West Nile Virus (WNV):

Arizona 08/18/16 azcentral.com: Health officials say Maricopa County has reported its first two deaths this season from the West Nile virus. There have been 26 human cases of West Nile so far this season in Arizona’s most populous county. The two people who died both were over 50 years old — the age group most at risk for serious complications of West Nile virus. Last year, Maricopa County had 62 West Nile cases with two deaths. – For complete article see http://www.azcentral.com/story/news/local/phoenix/2016/08/18/2-deaths-from-07cd7361057a7994e7e590e1fb0d3868ed6ff5ad-1west-nile-virus-in-maricopa-county-this-season/88967118/

Washington 08/17/16 http://kimatv.com/: by Hannah Vogel – The Washington State Department of Health confirmed the first death in our state from the West Nile virus. Officials say a 70-year-old woman from Benton County died after being exposed to infected mosquitoes. – For complete article see http://kimatv.com/news/local/health-officials-west-nile-virus-claims-life-of-benton-county-woman


FeralCats681508/18/16 whitecountynews.net:by Debbie Gilbert – A woman in the Sky Lake community in northern White County is receiving medical treatment after being bitten by a rabid cat on Saturday, Aug. 13. Sean Sullivan, White County environmental health manager, said the woman is an animal devotee who recently began feeding a stray cat that showed up near her home. “But after a day or two, it bit her,” Sullivan said. “I don’t think she had the cat long enough to know its normal behavior, so she may not have recognized symptoms of rabies.” He said the woman began receiving prophylactic medical treatment on Sunday, even before tests results were available, to prevent her from possibly developing rabies. Sullivan sent the cat’s remains to the Georgia Public Health Lab, but did not receive confirmation of rabies until Wednesday. On Thursday, he began posting signs in the Sky Lake area, alerting residents that there had been a rabies case in the vicinity. – See http://www.whitecountynews.net/breaking-news/rabid-cat-bites-woman-sky-lake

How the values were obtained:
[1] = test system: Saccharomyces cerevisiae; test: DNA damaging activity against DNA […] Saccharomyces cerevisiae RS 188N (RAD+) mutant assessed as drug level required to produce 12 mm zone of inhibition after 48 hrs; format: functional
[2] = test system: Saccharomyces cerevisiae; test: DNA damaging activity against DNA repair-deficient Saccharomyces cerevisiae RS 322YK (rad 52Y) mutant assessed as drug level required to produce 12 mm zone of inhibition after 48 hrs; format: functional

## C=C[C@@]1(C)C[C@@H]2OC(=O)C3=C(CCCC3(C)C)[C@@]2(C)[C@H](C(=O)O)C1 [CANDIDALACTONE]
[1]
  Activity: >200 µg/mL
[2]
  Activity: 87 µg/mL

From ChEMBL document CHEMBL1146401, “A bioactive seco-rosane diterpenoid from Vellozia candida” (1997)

Georgia 08/17/16 http://wfxl.com/:by Kerri Copello – A case of rabies has been confirmed in the City of Cordele (Crisp County). The Cordele Police Department confirms that a stray kitten died suddenly and positively tested for rabies. The Cordele Police Department and animal control want to remind everyone of the importance of getting your pets vaccinated every year for rabies because it is the law. Sgt. Jeremy Taylor, with the Cordele Police Department, wants to remind people not to approach a stray animal. If citizens see strays, even baby animals, call The Cordele Police Department and let animal control pick them up. – See http://wfxl.com/news/local/kitten-tests-positive-for-rabies-in-cordele

0South Carolina 08/18/16 indexjournal.com: Four people have started treatment after potentially being exposed to rabies by a pet cat with the disease in Troy, according to a release from the state Department of Health and Environmental Control. The cat began to act irregularly Aug. 11 and died the next day, the release said. It was confirmed to have rabies Monday. The people were bitten or exposed to the cat’s saliva while trying to provide it with care. The cat is the fifth animal in Greenwood County to test positive for rabies this year. – See http://www.indexjournal.com/news/RABIES-ALERT–Cat-likely-exposes-four-people-to-disease-in-Greenwood-County-17841766